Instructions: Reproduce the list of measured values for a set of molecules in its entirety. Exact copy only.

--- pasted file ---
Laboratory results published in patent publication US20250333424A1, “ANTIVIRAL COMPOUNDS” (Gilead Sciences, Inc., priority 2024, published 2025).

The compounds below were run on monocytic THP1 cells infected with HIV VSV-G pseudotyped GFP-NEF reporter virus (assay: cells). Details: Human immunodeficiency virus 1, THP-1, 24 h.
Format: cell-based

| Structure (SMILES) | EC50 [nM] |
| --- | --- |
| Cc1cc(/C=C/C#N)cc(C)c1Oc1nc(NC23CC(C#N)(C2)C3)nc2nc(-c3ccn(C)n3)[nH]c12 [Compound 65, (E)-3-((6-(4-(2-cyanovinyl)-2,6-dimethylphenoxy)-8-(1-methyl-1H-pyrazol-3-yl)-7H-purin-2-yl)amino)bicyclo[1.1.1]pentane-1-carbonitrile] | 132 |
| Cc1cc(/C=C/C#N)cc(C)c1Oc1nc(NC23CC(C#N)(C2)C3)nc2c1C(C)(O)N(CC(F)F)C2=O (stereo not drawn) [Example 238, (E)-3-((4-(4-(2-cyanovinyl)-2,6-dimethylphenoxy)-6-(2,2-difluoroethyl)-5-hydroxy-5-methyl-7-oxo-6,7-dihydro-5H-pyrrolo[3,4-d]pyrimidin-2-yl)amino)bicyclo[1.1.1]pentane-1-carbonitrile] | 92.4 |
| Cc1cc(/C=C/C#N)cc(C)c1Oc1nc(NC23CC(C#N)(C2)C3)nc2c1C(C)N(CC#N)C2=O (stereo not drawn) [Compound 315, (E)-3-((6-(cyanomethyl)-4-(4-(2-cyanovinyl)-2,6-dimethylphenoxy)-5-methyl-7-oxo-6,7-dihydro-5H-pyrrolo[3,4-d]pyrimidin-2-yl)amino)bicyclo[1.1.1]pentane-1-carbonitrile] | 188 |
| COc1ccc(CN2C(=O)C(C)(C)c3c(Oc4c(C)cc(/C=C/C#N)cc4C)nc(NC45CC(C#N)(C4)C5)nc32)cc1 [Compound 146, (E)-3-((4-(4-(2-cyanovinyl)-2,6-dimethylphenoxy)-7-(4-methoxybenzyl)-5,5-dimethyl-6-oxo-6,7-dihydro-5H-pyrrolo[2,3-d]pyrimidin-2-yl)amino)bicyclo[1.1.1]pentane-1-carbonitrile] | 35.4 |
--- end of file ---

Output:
Laboratory results published in patent publication US20250333424A1, “ANTIVIRAL COMPOUNDS” (Gilead Sciences, Inc., priority 2024, published 2025).

The compounds below were run on monocytic THP1 cells infected with HIV VSV-G pseudotyped GFP-NEF reporter virus (assay: cells). Details: Human immunodeficiency virus 1, THP-1, 24 h.
Format: cell-based

| Structure (SMILES) | EC50 [nM] |
| --- | --- |
| Cc1cc(/C=C/C#N)cc(C)c1Oc1nc(NC23CC(C#N)(C2)C3)nc2nc(-c3ccn(C)n3)[nH]c12 [Compound 65, (E)-3-((6-(4-(2-cyanovinyl)-2,6-dimethylphenoxy)-8-(1-methyl-1H-pyrazol-3-yl)-7H-purin-2-yl)amino)bicyclo[1.1.1]pentane-1-carbonitrile] | 132 |
| Cc1cc(/C=C/C#N)cc(C)c1Oc1nc(NC23CC(C#N)(C2)C3)nc2c1C(C)(O)N(CC(F)F)C2=O (stereo not drawn) [Example 238, (E)-3-((4-(4-(2-cyanovinyl)-2,6-dimethylphenoxy)-6-(2,2-difluoroethyl)-5-hydroxy-5-methyl-7-oxo-6,7-dihydro-5H-pyrrolo[3,4-d]pyrimidin-2-yl)amino)bicyclo[1.1.1]pentane-1-carbonitrile] | 92.4 |
| Cc1cc(/C=C/C#N)cc(C)c1Oc1nc(NC23CC(C#N)(C2)C3)nc2c1C(C)N(CC#N)C2=O (stereo not drawn) [Compound 315, (E)-3-((6-(cyanomethyl)-4-(4-(2-cyanovinyl)-2,6-dimethylphenoxy)-5-methyl-7-oxo-6,7-dihydro-5H-pyrrolo[3,4-d]pyrimidin-2-yl)amino)bicyclo[1.1.1]pentane-1-carbonitrile] | 188 |
| COc1ccc(CN2C(=O)C(C)(C)c3c(Oc4c(C)cc(/C=C/C#N)cc4C)nc(NC45CC(C#N)(C4)C5)nc32)cc1 [Compound 146, (E)-3-((4-(4-(2-cyanovinyl)-2,6-dimethylphenoxy)-7-(4-methoxybenzyl)-5,5-dimethyl-6-oxo-6,7-dihydro-5H-pyrrolo[2,3-d]pyrimidin-2-yl)amino)bicyclo[1.1.1]pentane-1-carbonitrile] | 35.4 |